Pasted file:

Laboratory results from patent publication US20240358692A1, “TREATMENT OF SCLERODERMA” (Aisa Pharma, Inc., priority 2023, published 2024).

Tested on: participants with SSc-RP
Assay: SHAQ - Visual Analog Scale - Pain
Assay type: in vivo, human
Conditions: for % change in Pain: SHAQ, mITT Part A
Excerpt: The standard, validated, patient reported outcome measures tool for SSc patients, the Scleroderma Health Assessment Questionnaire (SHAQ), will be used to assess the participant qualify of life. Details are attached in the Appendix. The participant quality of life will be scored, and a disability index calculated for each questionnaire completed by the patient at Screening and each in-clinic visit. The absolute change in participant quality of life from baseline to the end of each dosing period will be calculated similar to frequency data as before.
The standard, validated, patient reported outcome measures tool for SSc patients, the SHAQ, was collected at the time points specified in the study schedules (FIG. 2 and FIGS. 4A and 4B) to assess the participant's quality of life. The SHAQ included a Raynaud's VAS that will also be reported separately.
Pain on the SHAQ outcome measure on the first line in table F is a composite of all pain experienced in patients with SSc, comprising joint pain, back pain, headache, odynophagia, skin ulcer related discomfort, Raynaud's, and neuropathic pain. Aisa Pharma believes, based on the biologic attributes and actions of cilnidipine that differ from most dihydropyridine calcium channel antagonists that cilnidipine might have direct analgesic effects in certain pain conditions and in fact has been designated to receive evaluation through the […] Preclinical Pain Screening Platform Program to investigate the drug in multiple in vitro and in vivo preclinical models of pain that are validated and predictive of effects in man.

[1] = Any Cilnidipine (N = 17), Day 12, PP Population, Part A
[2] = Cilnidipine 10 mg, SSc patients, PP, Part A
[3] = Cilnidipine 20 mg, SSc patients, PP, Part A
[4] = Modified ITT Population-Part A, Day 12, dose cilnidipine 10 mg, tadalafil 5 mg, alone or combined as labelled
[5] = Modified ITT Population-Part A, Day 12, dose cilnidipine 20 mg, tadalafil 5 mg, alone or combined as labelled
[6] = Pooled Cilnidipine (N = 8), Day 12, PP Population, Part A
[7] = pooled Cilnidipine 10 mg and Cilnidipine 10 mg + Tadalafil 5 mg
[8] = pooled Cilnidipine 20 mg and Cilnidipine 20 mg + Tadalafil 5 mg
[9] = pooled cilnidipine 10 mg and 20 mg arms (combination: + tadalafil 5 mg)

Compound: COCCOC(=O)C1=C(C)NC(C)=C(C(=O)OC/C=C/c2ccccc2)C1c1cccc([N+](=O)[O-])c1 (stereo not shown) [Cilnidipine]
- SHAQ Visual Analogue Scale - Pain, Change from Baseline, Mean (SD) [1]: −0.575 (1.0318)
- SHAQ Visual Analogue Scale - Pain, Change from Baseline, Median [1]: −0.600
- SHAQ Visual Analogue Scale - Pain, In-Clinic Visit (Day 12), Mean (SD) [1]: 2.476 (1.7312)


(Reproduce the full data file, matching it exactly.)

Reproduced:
Laboratory results from patent publication US20240358692A1, “TREATMENT OF SCLERODERMA” (Aisa Pharma, Inc., priority 2023, published 2024).

Tested on: participants with SSc-RP
Assay: SHAQ - Visual Analog Scale - Pain
Assay type: in vivo, human
Conditions: for % change in Pain: SHAQ, mITT Part A
Excerpt: The standard, validated, patient reported outcome measures tool for SSc patients, the Scleroderma Health Assessment Questionnaire (SHAQ), will be used to assess the participant qualify of life. Details are attached in the Appendix. The participant quality of life will be scored, and a disability index calculated for each questionnaire completed by the patient at Screening and each in-clinic visit. The absolute change in participant quality of life from baseline to the end of each dosing period will be calculated similar to frequency data as before.
The standard, validated, patient reported outcome measures tool for SSc patients, the SHAQ, was collected at the time points specified in the study schedules (FIG. 2 and FIGS. 4A and 4B) to assess the participant's quality of life. The SHAQ included a Raynaud's VAS that will also be reported separately.
Pain on the SHAQ outcome measure on the first line in table F is a composite of all pain experienced in patients with SSc, comprising joint pain, back pain, headache, odynophagia, skin ulcer related discomfort, Raynaud's, and neuropathic pain. Aisa Pharma believes, based on the biologic attributes and actions of cilnidipine that differ from most dihydropyridine calcium channel antagonists that cilnidipine might have direct analgesic effects in certain pain conditions and in fact has been designated to receive evaluation through the […] Preclinical Pain Screening Platform Program to investigate the drug in multiple in vitro and in vivo preclinical models of pain that are validated and predictive of effects in man.

[1] = Any Cilnidipine (N = 17), Day 12, PP Population, Part A
[2] = Cilnidipine 10 mg, SSc patients, PP, Part A
[3] = Cilnidipine 20 mg, SSc patients, PP, Part A
[4] = Modified ITT Population-Part A, Day 12, dose cilnidipine 10 mg, tadalafil 5 mg, alone or combined as labelled
[5] = Modified ITT Population-Part A, Day 12, dose cilnidipine 20 mg, tadalafil 5 mg, alone or combined as labelled
[6] = Pooled Cilnidipine (N = 8), Day 12, PP Population, Part A
[7] = pooled Cilnidipine 10 mg and Cilnidipine 10 mg + Tadalafil 5 mg
[8] = pooled Cilnidipine 20 mg and Cilnidipine 20 mg + Tadalafil 5 mg
[9] = pooled cilnidipine 10 mg and 20 mg arms (combination: + tadalafil 5 mg)

Compound: COCCOC(=O)C1=C(C)NC(C)=C(C(=O)OC/C=C/c2ccccc2)C1c1cccc([N+](=O)[O-])c1 (stereo not shown) [Cilnidipine]
- SHAQ Visual Analogue Scale - Pain, Change from Baseline, Mean (SD) [1]: −0.575 (1.0318)
- SHAQ Visual Analogue Scale - Pain, Change from Baseline, Median [1]: −0.600
- SHAQ Visual Analogue Scale - Pain, In-Clinic Visit (Day 12), Mean (SD) [1]: 2.476 (1.7312)